William Comings White

From Wikipedia, the free encyclopedia

William Comings White (1890–1965) was an electrical engineer.[1] He was research assistant to, and cousin[2] of, the Nobel Prize winning chemist Irving Langmuir at the General Electric research laboratory.[3] He was born in Brooklyn and lived most of his life in Schenectady, NY and lived on Lowell Road in the GE Plot.[4]

He helped to develop the Kenotron and Pliotron, two- and three-electrode vacuum tubes, which could be exhausted to an exceedingly high vacuum.[5]

He was awarded an honorary degree by Columbia University in 1948.[6]

His papers are housed at the Schaffer Library Special Collections Department of Union College.[7]


  1. ^ The American Engineer. National Society of Professional Engineers. 1967. p. 18. Retrieved 2008-01-21.
  2. ^ Langmuir, Irving (1960). The Collected Works of Irving Langmuir. Pergamon Press. p. 101. Retrieved 2008-01-21.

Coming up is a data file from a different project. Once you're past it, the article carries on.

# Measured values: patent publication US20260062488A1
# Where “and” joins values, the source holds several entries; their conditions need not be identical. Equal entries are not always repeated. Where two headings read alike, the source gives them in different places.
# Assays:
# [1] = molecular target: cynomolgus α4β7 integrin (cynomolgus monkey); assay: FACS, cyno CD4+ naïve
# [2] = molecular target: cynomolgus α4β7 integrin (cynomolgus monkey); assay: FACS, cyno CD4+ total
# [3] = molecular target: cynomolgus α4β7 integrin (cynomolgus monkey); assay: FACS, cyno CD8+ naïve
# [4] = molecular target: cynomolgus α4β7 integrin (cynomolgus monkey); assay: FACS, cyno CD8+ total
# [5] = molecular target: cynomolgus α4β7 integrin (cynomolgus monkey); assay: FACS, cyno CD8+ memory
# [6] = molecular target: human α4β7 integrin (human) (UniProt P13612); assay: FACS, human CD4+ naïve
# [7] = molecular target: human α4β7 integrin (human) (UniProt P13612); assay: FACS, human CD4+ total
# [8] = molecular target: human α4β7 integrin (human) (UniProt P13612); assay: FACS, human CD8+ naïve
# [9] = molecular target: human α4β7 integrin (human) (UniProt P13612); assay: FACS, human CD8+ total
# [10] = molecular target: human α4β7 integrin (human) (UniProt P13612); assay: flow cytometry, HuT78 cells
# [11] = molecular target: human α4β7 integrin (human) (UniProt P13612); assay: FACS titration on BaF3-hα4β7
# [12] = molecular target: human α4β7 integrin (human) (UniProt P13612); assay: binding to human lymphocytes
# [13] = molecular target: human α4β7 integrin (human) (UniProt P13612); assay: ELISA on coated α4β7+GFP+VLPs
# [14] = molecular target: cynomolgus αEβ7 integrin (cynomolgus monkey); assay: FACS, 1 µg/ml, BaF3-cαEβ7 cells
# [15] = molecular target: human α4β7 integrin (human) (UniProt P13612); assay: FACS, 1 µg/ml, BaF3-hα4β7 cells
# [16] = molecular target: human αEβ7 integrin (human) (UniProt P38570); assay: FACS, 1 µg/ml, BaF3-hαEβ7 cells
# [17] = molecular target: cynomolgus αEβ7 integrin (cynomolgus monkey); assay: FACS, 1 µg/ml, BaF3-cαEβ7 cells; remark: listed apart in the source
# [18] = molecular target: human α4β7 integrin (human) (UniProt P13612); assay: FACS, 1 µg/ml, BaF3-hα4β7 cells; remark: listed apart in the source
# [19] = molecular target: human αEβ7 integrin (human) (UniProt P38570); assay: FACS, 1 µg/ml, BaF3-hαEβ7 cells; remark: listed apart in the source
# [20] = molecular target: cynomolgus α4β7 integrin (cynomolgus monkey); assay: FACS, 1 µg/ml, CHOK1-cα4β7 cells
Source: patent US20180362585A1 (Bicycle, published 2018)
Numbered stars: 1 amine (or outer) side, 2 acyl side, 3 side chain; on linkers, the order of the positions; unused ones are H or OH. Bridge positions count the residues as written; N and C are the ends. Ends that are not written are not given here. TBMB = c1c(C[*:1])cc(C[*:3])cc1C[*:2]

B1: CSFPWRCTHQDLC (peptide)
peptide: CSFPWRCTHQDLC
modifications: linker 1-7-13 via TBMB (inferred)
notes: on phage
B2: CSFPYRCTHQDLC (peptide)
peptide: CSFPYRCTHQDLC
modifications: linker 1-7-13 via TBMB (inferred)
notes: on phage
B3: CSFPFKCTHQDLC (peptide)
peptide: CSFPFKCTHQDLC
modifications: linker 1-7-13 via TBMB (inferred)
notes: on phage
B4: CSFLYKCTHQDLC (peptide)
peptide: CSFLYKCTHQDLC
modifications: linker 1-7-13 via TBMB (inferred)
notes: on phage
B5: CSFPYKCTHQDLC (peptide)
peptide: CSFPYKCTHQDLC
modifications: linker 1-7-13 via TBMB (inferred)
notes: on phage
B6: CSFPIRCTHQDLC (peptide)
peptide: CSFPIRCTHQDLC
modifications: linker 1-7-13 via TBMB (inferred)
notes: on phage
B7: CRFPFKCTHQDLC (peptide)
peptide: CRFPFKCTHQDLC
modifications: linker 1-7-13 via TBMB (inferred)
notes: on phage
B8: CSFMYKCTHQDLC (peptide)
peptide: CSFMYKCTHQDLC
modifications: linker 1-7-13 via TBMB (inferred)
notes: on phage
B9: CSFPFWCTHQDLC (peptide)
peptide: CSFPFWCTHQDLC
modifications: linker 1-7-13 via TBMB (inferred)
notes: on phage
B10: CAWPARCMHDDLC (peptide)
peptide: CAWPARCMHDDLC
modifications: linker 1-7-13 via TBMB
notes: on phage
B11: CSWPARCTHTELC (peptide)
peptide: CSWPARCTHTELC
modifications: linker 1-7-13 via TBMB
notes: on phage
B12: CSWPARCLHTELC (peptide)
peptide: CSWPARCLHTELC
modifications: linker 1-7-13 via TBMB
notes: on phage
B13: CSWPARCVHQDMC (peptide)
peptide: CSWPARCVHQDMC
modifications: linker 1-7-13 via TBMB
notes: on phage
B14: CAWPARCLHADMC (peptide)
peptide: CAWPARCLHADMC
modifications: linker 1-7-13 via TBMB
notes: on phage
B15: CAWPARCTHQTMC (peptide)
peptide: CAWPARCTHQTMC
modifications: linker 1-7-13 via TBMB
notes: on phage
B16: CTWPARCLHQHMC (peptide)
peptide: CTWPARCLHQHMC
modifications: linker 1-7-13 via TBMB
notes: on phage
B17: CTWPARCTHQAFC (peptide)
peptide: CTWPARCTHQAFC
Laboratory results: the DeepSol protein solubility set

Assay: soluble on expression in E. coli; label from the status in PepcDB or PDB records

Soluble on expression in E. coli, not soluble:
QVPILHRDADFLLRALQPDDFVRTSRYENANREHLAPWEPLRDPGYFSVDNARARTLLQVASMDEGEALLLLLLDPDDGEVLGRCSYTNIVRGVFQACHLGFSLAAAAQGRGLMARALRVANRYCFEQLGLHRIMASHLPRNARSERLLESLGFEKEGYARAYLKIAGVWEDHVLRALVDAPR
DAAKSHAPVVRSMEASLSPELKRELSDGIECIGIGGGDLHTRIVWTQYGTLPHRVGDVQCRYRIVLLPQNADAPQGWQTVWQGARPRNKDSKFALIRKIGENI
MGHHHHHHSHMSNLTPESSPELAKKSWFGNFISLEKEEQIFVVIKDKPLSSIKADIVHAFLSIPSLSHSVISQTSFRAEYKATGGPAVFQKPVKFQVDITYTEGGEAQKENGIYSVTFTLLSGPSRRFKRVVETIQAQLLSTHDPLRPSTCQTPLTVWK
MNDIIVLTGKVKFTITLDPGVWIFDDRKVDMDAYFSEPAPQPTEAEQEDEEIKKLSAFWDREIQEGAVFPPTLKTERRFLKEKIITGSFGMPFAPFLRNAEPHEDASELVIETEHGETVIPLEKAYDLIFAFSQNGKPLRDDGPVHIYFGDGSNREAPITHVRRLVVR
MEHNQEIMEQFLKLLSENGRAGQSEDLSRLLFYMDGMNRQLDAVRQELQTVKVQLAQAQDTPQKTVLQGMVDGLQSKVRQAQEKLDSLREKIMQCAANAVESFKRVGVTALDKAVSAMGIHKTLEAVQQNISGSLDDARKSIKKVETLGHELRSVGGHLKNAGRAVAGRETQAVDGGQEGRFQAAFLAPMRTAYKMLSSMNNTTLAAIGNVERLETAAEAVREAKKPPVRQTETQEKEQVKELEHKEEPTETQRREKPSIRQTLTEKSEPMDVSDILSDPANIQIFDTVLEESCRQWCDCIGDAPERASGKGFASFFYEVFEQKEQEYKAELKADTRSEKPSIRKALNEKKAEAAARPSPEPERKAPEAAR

3. ^ Birr, Kendall (1957). Pioneering in Industrial Research: The Story of the General Electric Research Laboratory. PublicAffairs. p. 52. ISBN 9780598740366. Retrieved 2008-01-21.
  4. ^ Leonard, John William; Downs, Winfield Scott; Lewis, M. M. (1922-01-01). Who's who in Engineering. John W. Leonard Corporation.
  5. ^ Bucher, Elmer E. (1919). Vacuum Tubes in Wireless Communication.
  6. ^ "COLUMBIA DEGREES ARE GIVEN TO". New York Times. 1948-06-02. Retrieved 2008-01-21.
  7. ^ "William Comings White Papers, ca. 1924-1955 | Lemelson Center for the Study of Invention and Innovation". www.invention.si.edu. 23 July 2014. Retrieved 2015-10-04.